2.
We know that when matter is disturbed, energy
emanates from the disturbance. This propagation
of energy from the disturbance is know as a wave.
◦ We call this transfer of energy wave motion.
Examples include ocean waves, sound waves,
electromagnetic waves, and seismic (earthquake)
waves.
Section 6.1
3.
Waves transfer energy and generally not matter
through a variety of mediums.
◦ The wave form is in motion but not the matter.
Water waves (liquid) essentially bob you up and
down but not sideways.
Earthquakes waves move through the earth.
(solid)
Sound waves travel through the air. (gas)
Electromagnetic radiation waves travel through
space. (void)
Section 6.1
4.
A disturbance may be a single pulse or shock
(hammer), or it may be periodic (guitar string).
Section 6.2
5.
Two types of waves classified on their particle
motion and wave direction:
Longitudinal – particle motion and the wave
velocity are parallel to each other
◦ Sound is a longitudinal wave.
Transverse – particle motion is perpendicular to
the direction of the wave velocity
◦ Light is an example of a transverse wave.
Section 6.2
7.
Wavelength (λ) – the distance of one complete wave
Amplitude – the maximum displacement of any part of
the wave from its equilibrium position. The energy
transmitted by the wave is directly proportional to the
amplitude squared.
Section 6.2
8.
Frequency ( f ) – the number of oscillations or
cycles that occur during a given time (1 s)
◦ The unit usually used to describe frequency is the hertz
(Hz).
◦ One Hz = one cycle per second
Period (T) – the time it takes for a wave to travel a
distance of one wavelength
Frequency and Period are inversely proportional
Section 6.2
• frequency = 1 / period f =
1
T
9.
Frequency and Period are inversely proportional
Frequency = cycles per second
◦ If a wave has a frequency of f = 4 Hz, then four full
wavelengths will pass in one second
Period = seconds per cycle
◦ If 4 full wavelengths pass in one second then a
wavelength passes every ¼ second (T = 1/f = ¼ s)
Section 6.2
11.
Since speed is distance/time then
v = λ/T or v = λf
v = wave speed (m/s)
λ = wavelength
T = period of wave (s)
f = frequency (Hz)
Section 6.2
12.
For sound waves with a speed of 344 m/s and
frequencies of (a) 20 Hz and (b) 20 kHz, what is
the wavelength of each of these sound waves?
GIVEN: v = 344 m/s, (a) f = 20 Hz, (b) f
= 20 kHz = 20 x 103
Hz
FIND: λ (wavelength)
Rearrange formula (v = λf) to solve for λ = v/f
a) λ = v/f = (344 m/s)/(20 Hz) = 17 m
b) λ = v/f = (344 m/s)/(20 x 103
Hz) = 0.017 m
Section 6.2
13.
A sound wave has a speed of 344 m/s and a
wavelength of 0.500 m. What is the frequency of
the wave?
GIVEN: v = 344 m/s, λ = 0.500 m
FIND: f (wavelength)
Rearrange formula (v = λf ) to solve for f = v/λ
f = v/λ = (344 m/s)/(0.500 m/cycle) =
f = 688 cycles/s
Section 6.2
14.
Consist of vibrating electric and magnetic fields
that oscillate perpendicular to each other and the
direction of wave propagation
The field energy radiates outward at the speed of
light (c).
The speed of all electromagnetic waves (“speed
of light”) in a vacuum:
◦ c = 3.00 x 108
m/s = 1.86 x 105
mi/s
◦ To a good approximation this is also the speed of light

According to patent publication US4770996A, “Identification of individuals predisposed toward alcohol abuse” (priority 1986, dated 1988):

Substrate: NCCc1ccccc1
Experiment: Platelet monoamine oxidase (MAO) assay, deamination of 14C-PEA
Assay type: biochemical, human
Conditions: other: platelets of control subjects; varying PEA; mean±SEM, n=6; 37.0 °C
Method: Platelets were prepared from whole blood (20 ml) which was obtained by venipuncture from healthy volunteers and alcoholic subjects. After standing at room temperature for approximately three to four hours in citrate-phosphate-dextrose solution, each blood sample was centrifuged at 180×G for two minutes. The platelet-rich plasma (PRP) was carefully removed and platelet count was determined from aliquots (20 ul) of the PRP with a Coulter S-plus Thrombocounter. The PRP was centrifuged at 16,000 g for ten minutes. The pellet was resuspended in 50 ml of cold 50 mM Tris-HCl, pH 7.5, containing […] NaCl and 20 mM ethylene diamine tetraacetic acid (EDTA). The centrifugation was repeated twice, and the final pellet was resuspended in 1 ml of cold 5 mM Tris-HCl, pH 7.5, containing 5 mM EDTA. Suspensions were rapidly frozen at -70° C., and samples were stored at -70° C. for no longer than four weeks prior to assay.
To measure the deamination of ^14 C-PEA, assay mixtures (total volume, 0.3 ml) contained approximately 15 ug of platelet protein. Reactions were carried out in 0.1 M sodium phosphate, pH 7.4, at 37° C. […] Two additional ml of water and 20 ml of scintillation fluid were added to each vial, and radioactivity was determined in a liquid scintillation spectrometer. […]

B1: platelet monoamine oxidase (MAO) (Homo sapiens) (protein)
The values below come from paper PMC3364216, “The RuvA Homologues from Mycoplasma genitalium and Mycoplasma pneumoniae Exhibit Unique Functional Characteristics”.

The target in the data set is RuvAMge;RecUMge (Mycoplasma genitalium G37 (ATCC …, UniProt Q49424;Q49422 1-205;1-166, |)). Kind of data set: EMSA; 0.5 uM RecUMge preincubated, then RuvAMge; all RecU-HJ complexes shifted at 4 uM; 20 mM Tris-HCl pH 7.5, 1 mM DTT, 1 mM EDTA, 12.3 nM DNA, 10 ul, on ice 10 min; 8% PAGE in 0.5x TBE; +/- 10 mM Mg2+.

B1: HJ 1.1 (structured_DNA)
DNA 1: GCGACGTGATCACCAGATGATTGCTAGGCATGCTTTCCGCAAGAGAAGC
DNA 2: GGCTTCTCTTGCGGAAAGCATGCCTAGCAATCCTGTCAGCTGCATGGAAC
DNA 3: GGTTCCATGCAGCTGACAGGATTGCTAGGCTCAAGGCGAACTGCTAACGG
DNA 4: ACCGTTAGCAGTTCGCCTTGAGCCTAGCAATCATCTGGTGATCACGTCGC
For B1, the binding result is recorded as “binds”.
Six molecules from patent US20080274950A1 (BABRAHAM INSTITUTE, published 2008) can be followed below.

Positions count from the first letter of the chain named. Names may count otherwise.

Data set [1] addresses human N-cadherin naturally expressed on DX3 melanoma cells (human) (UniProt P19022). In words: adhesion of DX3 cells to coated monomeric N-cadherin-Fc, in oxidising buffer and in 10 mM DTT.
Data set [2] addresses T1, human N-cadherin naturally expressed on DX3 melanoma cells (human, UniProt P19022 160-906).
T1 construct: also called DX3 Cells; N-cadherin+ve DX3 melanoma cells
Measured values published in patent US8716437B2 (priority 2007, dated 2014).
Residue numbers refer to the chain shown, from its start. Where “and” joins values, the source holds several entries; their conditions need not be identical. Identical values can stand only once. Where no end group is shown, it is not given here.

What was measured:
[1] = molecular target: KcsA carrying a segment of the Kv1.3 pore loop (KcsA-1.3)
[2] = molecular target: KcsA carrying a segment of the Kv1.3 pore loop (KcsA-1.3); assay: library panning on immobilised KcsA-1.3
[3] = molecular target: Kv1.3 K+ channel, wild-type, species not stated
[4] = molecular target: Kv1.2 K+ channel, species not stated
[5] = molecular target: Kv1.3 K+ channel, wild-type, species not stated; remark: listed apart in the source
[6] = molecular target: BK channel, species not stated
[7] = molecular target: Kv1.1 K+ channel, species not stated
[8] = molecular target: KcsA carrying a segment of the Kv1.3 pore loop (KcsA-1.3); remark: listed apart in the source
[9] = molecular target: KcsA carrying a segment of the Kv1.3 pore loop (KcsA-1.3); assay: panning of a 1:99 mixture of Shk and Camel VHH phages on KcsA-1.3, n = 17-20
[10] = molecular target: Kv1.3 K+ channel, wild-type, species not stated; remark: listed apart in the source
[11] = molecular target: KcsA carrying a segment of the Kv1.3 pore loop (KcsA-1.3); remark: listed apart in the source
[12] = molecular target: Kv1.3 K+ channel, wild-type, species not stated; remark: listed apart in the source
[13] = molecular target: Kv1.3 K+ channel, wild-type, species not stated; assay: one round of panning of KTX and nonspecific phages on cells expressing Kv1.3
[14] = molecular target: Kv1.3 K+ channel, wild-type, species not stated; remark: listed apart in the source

in air.
Section 6.3
16.
The human eye is only sensitive to a very narrow portion of the
electromagnetic spectrum (lying between the infrared and
ultraviolet.) We call this “light.”
Section 6.3
17.
What is the wavelength of the radio waves
produced by a station with an assigned frequency
of 600 kHz?
Convert kHz to Hz:
f = 600 kHz = 600 x 103
Hz = 6.00 x 105
Hz
Rearrange equation (c = λf ) and solve for λ
λ = c/f = (3.00 x 108
m/s)/(6.00 x 105
Hz)
λ = 0.500 x 103
m = 500 m
Section 6.3
18.
AM approx. = 800 kHz = 8.00 x 105
Hz
FM approx. = 90.0 MHz = 9.0 x 107
Hz
Since λ = c/f , as the denominator ( f ) gets
bigger the wavelength becomes smaller.
Therefore, AM wavelengths are longer than FM.
Section 6.3
19.
Visible light waves have frequencies in the range
of 1014
Hz.
Therefore visible light has relatively short
wavelengths.
λ = c/f = (108
m/s)/(1014
Hz) = 10-6
m
Visible light wavelengths (~10-6
m) are
approximately one millionth of a meter.
Section 6.3
20.
Visible light is generally expressed in nanometers
(1 nm = 10-9
m) to avoid using negative exponents.
The visible light range extends from approximately
400 to 700 nm.
◦ 4 x 10-7
to 7 x 10-7
m
The human eye perceives the different
wavelengths within the visible range as different
colors.
◦ The brightness depends on the energy of the wave.
Section 6.3
21.
Sound - the propagation of longitudinal waves
through matter (solid, liquid, or gas)
The vibration of a tuning fork produces a series of
compressions (high pressure regions) and
rarefactions (low pressure regions).
With continual vibration, a series of high/low
pressure regions travel outward forming a
longitudinal sound wave.
Section 6.4
22.
As the end of the fork moves outward, it compresses the
air. When the fork moves back it produces an area of
low pressure.
Section 6.4
23.
Similar to the electromagnetic radiation, sound
waves also have different frequencies and form a
spectrum.
The sound spectrum has relatively few
frequencies and can be divided into three
frequency regions:
◦ Infrasonic, f < 20 Hz
◦ Audible, 20 Hz < f < 20 kHz
◦ Ultrasonic, f > 20 kHz
Section 6.4
24.
The audible region for
humans is about 20 Hz to
20 kHz.
Sounds can be heard due
to the vibration of our
eardrums caused by the
sound waves propagating
disturbance.